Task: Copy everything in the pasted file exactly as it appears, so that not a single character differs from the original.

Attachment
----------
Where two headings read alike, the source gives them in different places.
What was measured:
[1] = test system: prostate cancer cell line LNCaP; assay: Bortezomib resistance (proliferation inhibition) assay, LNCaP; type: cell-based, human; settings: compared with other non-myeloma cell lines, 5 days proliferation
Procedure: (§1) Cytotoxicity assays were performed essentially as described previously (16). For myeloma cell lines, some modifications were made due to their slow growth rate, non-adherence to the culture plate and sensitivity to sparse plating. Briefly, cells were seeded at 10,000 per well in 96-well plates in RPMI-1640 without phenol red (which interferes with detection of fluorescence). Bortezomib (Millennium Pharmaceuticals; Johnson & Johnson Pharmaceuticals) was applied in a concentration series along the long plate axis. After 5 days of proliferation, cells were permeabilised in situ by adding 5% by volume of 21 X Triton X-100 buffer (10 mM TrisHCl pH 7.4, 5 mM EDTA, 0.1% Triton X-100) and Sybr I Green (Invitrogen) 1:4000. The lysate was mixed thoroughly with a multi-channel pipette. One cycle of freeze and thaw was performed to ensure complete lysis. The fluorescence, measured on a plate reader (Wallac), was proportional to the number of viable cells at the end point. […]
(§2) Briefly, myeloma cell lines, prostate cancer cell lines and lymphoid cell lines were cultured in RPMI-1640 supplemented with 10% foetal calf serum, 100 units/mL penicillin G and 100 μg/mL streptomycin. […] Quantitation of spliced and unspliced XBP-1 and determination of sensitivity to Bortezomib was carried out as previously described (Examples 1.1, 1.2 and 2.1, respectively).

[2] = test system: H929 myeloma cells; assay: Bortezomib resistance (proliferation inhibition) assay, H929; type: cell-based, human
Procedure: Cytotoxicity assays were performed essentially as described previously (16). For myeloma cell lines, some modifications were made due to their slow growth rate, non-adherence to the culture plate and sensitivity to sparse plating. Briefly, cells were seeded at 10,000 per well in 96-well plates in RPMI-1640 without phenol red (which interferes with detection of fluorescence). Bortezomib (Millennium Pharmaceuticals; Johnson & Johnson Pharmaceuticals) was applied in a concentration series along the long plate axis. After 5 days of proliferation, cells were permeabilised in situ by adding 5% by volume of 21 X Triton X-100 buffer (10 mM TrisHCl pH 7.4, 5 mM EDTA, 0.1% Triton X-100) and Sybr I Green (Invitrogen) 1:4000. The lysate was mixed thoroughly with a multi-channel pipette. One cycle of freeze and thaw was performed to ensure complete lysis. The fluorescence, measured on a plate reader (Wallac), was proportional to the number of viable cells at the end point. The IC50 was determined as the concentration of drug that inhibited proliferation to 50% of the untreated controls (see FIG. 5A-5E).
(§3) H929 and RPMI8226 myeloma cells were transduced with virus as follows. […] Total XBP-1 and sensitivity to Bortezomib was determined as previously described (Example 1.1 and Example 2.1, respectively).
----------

Where two headings read alike, the source gives them in different places.
What was measured:
[1] = test system: prostate cancer cell line LNCaP; assay: Bortezomib resistance (proliferation inhibition) assay, LNCaP; type: cell-based, human; settings: compared with other non-myeloma cell lines, 5 days proliferation
Procedure: (§1) Cytotoxicity assays were performed essentially as described previously (16). For myeloma cell lines, some modifications were made due to their slow growth rate, non-adherence to the culture plate and sensitivity to sparse plating. Briefly, cells were seeded at 10,000 per well in 96-well plates in RPMI-1640 without phenol red (which interferes with detection of fluorescence). Bortezomib (Millennium Pharmaceuticals; Johnson & Johnson Pharmaceuticals) was applied in a concentration series along the long plate axis. After 5 days of proliferation, cells were permeabilised in situ by adding 5% by volume of 21 X Triton X-100 buffer (10 mM TrisHCl pH 7.4, 5 mM EDTA, 0.1% Triton X-100) and Sybr I Green (Invitrogen) 1:4000. The lysate was mixed thoroughly with a multi-channel pipette. One cycle of freeze and thaw was performed to ensure complete lysis. The fluorescence, measured on a plate reader (Wallac), was proportional to the number of viable cells at the end point. […]
(§2) Briefly, myeloma cell lines, prostate cancer cell lines and lymphoid cell lines were cultured in RPMI-1640 supplemented with 10% foetal calf serum, 100 units/mL penicillin G and 100 μg/mL streptomycin. […] Quantitation of spliced and unspliced XBP-1 and determination of sensitivity to Bortezomib was carried out as previously described (Examples 1.1, 1.2 and 2.1, respectively).

[2] = test system: H929 myeloma cells; assay: Bortezomib resistance (proliferation inhibition) assay, H929; type: cell-based, human
Procedure: Cytotoxicity assays were performed essentially as described previously (16). For myeloma cell lines, some modifications were made due to their slow growth rate, non-adherence to the culture plate and sensitivity to sparse plating. Briefly, cells were seeded at 10,000 per well in 96-well plates in RPMI-1640 without phenol red (which interferes with detection of fluorescence). Bortezomib (Millennium Pharmaceuticals; Johnson & Johnson Pharmaceuticals) was applied in a concentration series along the long plate axis. After 5 days of proliferation, cells were permeabilised in situ by adding 5% by volume of 21 X Triton X-100 buffer (10 mM TrisHCl pH 7.4, 5 mM EDTA, 0.1% Triton X-100) and Sybr I Green (Invitrogen) 1:4000. The lysate was mixed thoroughly with a multi-channel pipette. One cycle of freeze and thaw was performed to ensure complete lysis. The fluorescence, measured on a plate reader (Wallac), was proportional to the number of viable cells at the end point. The IC50 was determined as the concentration of drug that inhibited proliferation to 50% of the untreated controls (see FIG. 5A-5E).
(§3) H929 and RPMI8226 myeloma cells were transduced with virus as follows. […] Total XBP-1 and sensitivity to Bortezomib was determined as previously described (Example 1.1 and Example 2.1, respectively).